Sunday, March 17, 2013

William Adams Moore, 5th., New Hampshire Infantry.

Captain William Adams Moore was born in Iittleton, N, H., March 27, 1842. He was the son of Adards Moore, M. D., and his wife, Anna Mary Iittle. His paternal grandfather was Deacon William Moore of Bedford, N. H., who was a soldier in the Revolution. On his mother's side, his greatgrandfather was Colonel Moses Iittle of Newbury, Mass., who led a regiment at the battle of Bunker Hill.

William A. Moore fitted for college, with advanced standing, and graduated at Appleton Academy, New Ipswich, N. H., in i860, the valedictorian of his class. At the outbreak of the Rebellion, he enlisted as a private in Co. K, Fifth New York Regiment, known as Colonel Duryee's Zouaves. This regiment left New York City May 23, 1861, for Fortress Monroe, Va., and he was with his regiment at the battle of Big Bethel, June 10. In July, the Zouaves were ordered to Baltimore, Md., and built Fort Federal Hill, during the hot summer months of 1861.

September 22, 1861, William was commissioned second lieutenant in the Fifth New Hampshire Regiment and assigned to Company C.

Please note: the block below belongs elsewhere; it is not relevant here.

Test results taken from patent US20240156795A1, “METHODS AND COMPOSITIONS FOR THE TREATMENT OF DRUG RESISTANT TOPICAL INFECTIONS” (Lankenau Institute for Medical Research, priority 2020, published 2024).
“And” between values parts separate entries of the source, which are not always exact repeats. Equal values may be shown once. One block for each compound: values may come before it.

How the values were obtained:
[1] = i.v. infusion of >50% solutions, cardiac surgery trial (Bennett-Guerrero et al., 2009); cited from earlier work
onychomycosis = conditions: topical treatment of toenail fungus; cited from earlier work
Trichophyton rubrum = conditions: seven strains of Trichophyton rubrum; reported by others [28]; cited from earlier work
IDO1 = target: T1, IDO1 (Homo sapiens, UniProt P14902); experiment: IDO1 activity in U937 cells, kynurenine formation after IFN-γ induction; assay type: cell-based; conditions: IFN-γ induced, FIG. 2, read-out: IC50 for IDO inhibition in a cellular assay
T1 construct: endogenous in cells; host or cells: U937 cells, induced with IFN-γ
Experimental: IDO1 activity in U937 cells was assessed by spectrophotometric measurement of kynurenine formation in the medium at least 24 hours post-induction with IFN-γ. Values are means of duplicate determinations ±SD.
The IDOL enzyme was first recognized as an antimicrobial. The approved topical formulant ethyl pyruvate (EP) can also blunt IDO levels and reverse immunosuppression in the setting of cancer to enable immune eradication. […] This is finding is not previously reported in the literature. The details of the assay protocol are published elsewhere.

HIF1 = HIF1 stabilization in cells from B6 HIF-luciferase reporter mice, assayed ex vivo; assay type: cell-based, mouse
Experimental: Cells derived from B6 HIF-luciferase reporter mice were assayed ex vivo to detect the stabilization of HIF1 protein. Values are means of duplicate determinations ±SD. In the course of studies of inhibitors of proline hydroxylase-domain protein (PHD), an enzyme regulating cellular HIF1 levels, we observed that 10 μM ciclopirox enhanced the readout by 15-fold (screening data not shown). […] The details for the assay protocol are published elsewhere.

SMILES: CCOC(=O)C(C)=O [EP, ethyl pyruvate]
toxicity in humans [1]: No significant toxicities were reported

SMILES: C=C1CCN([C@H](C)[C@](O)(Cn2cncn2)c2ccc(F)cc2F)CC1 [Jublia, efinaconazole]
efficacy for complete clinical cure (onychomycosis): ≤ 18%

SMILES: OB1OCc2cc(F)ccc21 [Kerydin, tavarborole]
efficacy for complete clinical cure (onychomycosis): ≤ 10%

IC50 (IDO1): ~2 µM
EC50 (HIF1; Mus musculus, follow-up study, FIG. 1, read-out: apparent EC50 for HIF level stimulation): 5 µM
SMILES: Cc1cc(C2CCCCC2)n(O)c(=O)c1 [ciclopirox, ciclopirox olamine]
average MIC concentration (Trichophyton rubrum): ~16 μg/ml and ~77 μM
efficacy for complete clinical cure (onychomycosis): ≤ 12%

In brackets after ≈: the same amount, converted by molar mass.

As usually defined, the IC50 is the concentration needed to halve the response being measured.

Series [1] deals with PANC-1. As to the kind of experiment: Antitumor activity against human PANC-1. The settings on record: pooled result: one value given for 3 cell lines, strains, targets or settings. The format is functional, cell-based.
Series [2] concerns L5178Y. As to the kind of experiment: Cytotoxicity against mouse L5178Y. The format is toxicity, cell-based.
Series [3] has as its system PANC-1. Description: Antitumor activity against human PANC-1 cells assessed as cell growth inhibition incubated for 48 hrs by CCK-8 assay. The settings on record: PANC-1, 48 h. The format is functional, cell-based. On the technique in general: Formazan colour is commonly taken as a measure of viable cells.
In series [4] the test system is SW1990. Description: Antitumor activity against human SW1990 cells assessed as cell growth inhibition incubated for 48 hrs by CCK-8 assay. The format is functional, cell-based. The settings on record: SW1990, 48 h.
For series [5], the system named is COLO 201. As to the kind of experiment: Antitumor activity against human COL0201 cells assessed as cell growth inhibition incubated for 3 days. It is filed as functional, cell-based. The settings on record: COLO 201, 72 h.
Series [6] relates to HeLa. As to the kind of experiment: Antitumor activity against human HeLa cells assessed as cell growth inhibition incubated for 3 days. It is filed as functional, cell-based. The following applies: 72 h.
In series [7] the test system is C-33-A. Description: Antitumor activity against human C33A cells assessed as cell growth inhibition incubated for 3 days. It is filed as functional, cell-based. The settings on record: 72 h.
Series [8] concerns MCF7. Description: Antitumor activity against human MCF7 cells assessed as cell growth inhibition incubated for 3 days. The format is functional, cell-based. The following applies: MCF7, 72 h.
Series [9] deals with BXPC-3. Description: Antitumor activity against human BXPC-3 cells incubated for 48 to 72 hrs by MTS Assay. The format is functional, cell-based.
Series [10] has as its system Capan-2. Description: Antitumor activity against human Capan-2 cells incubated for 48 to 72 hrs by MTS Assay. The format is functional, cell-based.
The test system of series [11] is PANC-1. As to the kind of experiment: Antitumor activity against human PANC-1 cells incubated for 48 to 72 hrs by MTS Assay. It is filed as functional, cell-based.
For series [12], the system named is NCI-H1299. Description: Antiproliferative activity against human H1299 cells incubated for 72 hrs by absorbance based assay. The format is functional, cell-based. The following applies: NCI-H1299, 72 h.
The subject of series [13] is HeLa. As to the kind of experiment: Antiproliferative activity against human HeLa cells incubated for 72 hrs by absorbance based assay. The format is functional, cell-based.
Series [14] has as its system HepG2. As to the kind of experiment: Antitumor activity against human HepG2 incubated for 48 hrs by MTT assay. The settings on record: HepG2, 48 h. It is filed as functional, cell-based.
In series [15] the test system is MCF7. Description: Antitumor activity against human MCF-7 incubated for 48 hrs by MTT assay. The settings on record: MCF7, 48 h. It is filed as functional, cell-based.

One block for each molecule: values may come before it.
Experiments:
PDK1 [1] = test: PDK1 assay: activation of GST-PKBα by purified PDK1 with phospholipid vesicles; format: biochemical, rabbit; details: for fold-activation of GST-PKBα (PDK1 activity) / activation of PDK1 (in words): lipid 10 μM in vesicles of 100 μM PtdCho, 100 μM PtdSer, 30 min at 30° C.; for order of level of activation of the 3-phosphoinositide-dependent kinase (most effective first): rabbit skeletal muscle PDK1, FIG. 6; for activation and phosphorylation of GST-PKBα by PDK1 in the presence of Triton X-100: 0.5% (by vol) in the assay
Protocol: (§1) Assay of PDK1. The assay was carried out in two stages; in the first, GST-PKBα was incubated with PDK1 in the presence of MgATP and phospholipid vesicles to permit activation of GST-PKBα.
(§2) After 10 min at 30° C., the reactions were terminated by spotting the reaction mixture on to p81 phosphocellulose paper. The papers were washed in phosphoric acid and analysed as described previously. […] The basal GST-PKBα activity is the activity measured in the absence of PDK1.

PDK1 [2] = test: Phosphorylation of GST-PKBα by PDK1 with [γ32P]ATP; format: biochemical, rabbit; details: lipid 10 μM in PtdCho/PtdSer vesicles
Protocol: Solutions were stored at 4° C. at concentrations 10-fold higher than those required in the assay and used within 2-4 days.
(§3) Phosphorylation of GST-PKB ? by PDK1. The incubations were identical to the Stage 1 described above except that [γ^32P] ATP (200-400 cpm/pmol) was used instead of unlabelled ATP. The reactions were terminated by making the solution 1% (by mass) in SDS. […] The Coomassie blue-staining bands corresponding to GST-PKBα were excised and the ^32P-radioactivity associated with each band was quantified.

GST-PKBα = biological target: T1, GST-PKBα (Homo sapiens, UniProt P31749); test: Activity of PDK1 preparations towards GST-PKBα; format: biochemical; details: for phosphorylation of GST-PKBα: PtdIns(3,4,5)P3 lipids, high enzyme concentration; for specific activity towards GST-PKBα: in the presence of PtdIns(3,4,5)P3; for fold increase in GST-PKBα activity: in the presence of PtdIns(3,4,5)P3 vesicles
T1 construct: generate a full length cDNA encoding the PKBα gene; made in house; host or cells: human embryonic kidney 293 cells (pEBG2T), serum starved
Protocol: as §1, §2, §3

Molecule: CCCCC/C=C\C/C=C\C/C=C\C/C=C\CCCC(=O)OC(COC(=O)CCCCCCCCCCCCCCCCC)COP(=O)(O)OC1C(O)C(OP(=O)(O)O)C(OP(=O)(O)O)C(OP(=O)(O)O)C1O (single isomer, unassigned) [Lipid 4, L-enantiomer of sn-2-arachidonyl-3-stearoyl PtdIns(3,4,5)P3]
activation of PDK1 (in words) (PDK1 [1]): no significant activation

He was promoted to first lieutenant of Company E, February I, 1862; transferred to Company F, May 11; promoted to captain of Company H, Nov. 10, 1862, and killed at the battle of Fredericksburg, December 13, 1862.

Colonel Cross, in writing to liis father, says :

''No act of my life ever pained me more than to inform you, as I did a few days since by telegraph, of the death of your brave son. Aside from the fact that he was one of the most prominent young oificers in the service, he was my intimate friend, in whose advancement and welfare I had always felt the greatest interest. I loved him for his brave and faithful spirit, his honorable ambition, his kindness and his gentlemanly deportment. Deeply have I regretted the disastrous day which stripped my gallant regiment of its honest hearts. William was first shot through the arm. He received permission to leave the field, and in doing so received his death wound."

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